Small Estate Affidavit Form

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Updated October 27, 2022

A small estate affidavit allows the heirs of an estate to bypass the probate process and take immediate possession of the property. To qualify, the total value of the estate must be less than the statutory requirement, and the heirs must wait the required period after the decedent’s death.

Table of Contents

By State

State Requirements

State Maximum Amounts ($) Time to Wait After Decedent’s Death Signing Requirements
 Alabama $32,047 (figure adjusted for inflation) 30 days No Statute*
 Alaska $100,000 for vehicles only; $50,000 for other personal property 30 days No Statute*
 Arizona $75,000 for tangible personal property; $100,000 for real property 30 days No Statute*
 Arkansas $100,000 45 days Local Probate Court Clerk (See List)
 California $184,500 40 days Notary Public
 Colorado $70,000 10 days Notary Public
 Connecticut $40,000 No Statute No Statute
 Delaware $30,000 30 days No Statute, but Death Certificate must be notarized
 Florida $75,000 No Statute No Statute*
 Georgia None; $15,000 only when claiming funds in a bank account No Statute Notary Public
 Hawaii $100,000 (excluding motor vehicles) No Statute Notary Public
 Idaho $100,000 30 days Notary Public
 Illinois $100,000 No Statute Notary Public
 Indiana $100,000 45 days Notary Public
 Iowa $50,000 40 days Notary Public
 Kansas $40,000 No Statute Notary Public
 Kentucky $30,000 No Statute

Notary Public or Judge/Clerk of the District Court

 Louisiana $125,000 90 Days (For Immovable Property Only) Notary Public
 Maine $40,000 30 days Notary Public
 Maryland $50,000; $100,000 for surviving spouses filing as sole legatee No Statute No Statute
 Massachusetts $25,000 (excluding the value of one vehicle) 30 days Notary Public
 Michigan $24,000 (figure adjusted for inflation) 28 days Notary Public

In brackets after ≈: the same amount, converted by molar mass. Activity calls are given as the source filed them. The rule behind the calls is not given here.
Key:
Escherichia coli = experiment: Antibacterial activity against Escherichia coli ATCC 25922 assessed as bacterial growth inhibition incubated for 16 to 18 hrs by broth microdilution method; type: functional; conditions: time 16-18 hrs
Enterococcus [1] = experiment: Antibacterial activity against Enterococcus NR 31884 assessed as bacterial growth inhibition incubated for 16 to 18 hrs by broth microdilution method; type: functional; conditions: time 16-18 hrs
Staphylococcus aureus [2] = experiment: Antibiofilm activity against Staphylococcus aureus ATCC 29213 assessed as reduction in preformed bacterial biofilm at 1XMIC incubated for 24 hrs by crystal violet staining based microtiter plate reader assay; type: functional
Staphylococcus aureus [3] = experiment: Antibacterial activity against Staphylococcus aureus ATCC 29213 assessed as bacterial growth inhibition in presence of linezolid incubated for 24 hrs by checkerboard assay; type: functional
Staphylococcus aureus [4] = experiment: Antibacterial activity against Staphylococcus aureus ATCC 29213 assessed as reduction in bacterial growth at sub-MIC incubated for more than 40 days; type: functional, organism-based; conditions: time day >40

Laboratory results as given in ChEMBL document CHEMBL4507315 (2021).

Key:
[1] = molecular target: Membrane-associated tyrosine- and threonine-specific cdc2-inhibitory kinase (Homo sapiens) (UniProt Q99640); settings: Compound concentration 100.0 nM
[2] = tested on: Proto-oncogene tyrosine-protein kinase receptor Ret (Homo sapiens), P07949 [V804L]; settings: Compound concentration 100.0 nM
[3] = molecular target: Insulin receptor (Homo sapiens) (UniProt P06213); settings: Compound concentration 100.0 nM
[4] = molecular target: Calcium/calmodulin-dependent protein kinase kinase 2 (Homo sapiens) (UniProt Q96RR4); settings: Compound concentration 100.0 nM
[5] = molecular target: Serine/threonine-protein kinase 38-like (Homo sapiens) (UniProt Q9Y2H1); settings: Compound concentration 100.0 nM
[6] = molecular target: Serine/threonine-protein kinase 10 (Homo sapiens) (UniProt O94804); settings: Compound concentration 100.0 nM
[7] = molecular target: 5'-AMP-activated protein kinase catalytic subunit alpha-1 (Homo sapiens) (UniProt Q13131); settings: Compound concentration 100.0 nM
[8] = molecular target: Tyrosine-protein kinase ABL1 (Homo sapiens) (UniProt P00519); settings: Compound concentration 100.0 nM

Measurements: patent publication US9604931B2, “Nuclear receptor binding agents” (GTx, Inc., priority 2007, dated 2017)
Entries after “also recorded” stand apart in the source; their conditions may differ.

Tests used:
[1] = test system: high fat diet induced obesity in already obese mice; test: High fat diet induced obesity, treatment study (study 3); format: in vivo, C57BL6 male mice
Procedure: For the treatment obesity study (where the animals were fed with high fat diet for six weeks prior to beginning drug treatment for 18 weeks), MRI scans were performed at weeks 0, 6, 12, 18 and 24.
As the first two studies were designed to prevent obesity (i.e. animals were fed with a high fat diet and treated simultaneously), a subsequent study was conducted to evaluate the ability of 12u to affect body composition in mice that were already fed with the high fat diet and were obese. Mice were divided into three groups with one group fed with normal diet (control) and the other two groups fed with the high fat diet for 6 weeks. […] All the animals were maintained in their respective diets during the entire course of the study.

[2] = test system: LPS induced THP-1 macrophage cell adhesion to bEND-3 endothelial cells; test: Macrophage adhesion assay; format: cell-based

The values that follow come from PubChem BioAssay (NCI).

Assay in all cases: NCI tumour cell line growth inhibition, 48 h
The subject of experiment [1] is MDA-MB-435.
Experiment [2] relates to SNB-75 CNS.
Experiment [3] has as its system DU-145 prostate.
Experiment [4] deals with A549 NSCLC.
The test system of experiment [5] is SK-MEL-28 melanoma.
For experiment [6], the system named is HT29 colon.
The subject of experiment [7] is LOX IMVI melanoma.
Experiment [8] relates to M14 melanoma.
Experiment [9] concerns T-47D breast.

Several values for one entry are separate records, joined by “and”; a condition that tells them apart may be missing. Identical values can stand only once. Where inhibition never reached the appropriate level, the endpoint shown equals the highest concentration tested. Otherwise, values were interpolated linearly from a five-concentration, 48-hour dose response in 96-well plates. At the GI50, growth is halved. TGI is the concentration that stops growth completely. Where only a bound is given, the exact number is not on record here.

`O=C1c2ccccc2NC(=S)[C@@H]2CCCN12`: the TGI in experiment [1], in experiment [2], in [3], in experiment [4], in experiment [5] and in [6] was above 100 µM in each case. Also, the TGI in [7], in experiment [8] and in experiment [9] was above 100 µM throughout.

Minnesota $75,000 30 days Notary Public
 Mississippi $75,000 30 days Notary Public
 Missouri $40,000 30 days Notary Public
 Montana $50,000 30 days Notary Public
 Nebraska $50,000 30 days Notary Public
 Nevada $100,000 for spouse; $25,000 for other claimants 40 days No Statute*
 New Hampshire N/A N/A N/A
 New Jersey $50,000 for spouses, $20,000 for non-spousal heirs No Statute Notary Public
 New Mexico $50,000 30 days Notary Public
 New York $50,000 No Statute Notary Public
 North Carolina $20,000 non-spousal heirs; $30,000 for surviving spouses who are sole heirs 30 days Notary Public or Court Clerk
 North Dakota $50,000 30 days Notary Public or Court Clerk
 Ohio $100,000 for spouse, $35,000 for other claimants No Statute Probate Judge (once approved)
 Oklahoma $50,000 10 days Notary Public
 Oregon $275,000 ($75,000 for personal property; $200,000 for real property) 30 days Notary Public
 Pennsylvania $50,000 No Statute Notary Public and

PA Register of Wills Deputy

 Rhode Island $15,000 30 days Notary Public and
Probate Judge / Probate Clerk
 South Carolina $25,000 30 days Notary Public and

Probate Judge

 South Dakota $100,000 for personal property; $50,000 for real property 30 days Notary Public
 Tennessee $50,000 45 days Notary Public or Deputy Clerk
 Texas $75,000 30 days Notary Public and Two (2) Disinterested Witnesses
 Utah $100,000 30 days Notary Public
 Vermont $45,000 No Statute Notary Public
 Virginia $50,000 60 days Notary Public
 Washington $100,000 40 days Notary Public
 Washington D.C. $40,000 No Statute Legal Branch of Probate Division
 West Virginia $100,000 for interests in real estate; $50,000 for personal property 30 days (if decedent died testate); 60 days (if intestate) Notary Public
 Wisconsin $50,000 No Statute Notary Public
 Wyoming $200,000 30 days Notary Public

 

* The person creating the affidavit is highly recommended to seek notarization in order to establish the document’s validity and prepare it for recording with their local governing entity.

How a Small Estate Affidavit Works (6 steps)

  1. Wait for the State-Required Time Period
  2. Calculate the Estate’s Value
  3. Gather Required Documents
  4. Complete the Small Estate Affidavit
  5. Contact Family Members (Heirs)
  6. File with the Probate Office

1. Wait for the State-Required Time Period

person looking at calendar

Every state requires that the family members wait a specified number of days before the small estate may be filed. Ranging from 15 to 60 days, the heirs can use this time to gather an itemized list of the decedent’s assets and property.

If the state does not have specific laws, then contact the probate court in the jurisdiction where the decedent died.

2. Calculate the Estate’s Value

person using calculator to determine estate value

Obtain an itemized list of the decedent’s properties and assets, as well as any existing liens or debts.

3. Gather the Required Documents

person acquiring death certificate at vital statistics office

The death certificate must be obtained (contact the Bureau of Vital Statistics or equivalent office) along with the title of all property owned by the decedent. For example, if a vehicle was owned by the decedent, the Certificate of Title will be required.